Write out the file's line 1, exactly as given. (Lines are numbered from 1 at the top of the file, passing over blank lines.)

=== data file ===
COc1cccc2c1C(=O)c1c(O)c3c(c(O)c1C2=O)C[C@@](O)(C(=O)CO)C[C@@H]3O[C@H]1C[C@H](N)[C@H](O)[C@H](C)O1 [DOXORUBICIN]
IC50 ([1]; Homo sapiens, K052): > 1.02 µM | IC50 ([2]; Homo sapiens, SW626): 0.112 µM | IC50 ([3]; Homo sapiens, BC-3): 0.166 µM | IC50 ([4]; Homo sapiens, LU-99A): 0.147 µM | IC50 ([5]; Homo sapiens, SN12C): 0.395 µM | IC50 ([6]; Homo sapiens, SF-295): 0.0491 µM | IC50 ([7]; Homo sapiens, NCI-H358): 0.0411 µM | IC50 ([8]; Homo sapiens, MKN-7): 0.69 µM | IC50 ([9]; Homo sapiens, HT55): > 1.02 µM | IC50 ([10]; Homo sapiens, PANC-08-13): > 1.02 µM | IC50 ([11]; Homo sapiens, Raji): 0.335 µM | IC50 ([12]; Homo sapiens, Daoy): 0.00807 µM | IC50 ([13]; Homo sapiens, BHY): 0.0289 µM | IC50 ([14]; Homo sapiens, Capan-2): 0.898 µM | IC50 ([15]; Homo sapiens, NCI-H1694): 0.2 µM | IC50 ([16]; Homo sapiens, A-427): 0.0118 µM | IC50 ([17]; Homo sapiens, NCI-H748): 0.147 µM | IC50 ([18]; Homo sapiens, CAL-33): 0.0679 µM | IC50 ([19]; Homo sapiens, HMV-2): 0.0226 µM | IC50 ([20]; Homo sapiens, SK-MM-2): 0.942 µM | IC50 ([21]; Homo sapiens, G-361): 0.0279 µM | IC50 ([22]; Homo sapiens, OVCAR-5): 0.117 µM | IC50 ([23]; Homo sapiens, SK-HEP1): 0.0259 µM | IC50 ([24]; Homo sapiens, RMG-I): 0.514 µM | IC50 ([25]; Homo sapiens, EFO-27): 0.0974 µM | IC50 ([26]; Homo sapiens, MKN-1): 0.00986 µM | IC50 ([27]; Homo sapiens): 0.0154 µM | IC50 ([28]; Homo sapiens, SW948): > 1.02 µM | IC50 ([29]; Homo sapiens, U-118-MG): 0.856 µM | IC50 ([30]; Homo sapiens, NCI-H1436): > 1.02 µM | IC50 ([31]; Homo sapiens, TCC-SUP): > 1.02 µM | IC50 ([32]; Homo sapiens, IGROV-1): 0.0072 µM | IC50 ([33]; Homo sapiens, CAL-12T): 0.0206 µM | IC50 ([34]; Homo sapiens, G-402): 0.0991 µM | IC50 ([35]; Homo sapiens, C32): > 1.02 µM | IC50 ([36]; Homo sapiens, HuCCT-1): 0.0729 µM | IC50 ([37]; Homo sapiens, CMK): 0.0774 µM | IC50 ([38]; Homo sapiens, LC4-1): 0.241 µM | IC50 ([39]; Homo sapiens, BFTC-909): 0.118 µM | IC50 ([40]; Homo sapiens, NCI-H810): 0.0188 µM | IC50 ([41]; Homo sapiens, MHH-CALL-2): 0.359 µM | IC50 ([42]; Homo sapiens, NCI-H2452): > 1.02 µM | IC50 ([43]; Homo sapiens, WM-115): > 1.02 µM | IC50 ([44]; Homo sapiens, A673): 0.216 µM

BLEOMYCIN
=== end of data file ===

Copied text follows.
COc1cccc2c1C(=O)c1c(O)c3c(c(O)c1C2=O)C[C@@](O)(C(=O)CO)C[C@@H]3O[C@H]1C[C@H](N)[C@H](O)[C@H](C)O1 [DOXORUBICIN]